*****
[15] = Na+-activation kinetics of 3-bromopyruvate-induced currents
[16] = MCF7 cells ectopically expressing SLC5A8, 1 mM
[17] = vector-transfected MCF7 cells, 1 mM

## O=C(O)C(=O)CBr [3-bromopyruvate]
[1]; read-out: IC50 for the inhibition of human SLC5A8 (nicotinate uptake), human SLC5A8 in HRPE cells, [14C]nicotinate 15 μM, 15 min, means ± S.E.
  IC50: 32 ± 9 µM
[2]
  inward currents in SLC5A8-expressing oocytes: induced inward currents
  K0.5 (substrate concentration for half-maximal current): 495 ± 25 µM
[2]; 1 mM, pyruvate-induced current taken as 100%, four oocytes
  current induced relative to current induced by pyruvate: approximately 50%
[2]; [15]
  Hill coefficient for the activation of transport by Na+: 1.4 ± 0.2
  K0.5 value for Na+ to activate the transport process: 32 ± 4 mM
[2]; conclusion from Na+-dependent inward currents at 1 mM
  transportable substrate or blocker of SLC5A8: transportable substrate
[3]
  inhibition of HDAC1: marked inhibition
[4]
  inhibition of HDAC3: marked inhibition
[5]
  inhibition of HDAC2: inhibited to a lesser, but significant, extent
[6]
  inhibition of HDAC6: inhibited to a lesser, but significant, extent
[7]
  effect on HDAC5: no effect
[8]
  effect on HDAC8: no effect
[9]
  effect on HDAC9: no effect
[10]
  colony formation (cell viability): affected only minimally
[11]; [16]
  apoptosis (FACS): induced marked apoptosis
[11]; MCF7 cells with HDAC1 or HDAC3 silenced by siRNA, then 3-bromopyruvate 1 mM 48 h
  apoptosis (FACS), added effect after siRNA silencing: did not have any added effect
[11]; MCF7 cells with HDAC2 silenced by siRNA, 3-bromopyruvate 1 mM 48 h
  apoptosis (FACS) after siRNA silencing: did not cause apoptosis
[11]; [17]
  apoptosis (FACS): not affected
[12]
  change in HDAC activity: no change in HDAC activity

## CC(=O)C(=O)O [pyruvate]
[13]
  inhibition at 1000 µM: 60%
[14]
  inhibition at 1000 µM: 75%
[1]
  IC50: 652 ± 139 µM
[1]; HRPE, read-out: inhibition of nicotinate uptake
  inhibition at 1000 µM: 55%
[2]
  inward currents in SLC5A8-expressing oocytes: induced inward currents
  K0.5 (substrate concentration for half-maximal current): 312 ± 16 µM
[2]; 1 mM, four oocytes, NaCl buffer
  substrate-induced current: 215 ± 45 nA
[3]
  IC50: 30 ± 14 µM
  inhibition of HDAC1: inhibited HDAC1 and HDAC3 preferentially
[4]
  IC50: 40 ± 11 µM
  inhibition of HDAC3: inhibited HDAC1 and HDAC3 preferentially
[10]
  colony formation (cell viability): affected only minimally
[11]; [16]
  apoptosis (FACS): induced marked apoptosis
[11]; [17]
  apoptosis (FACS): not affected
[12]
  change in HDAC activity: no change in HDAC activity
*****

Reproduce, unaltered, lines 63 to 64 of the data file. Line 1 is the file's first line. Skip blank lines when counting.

[10]
  colony formation (cell viability): affected only minimally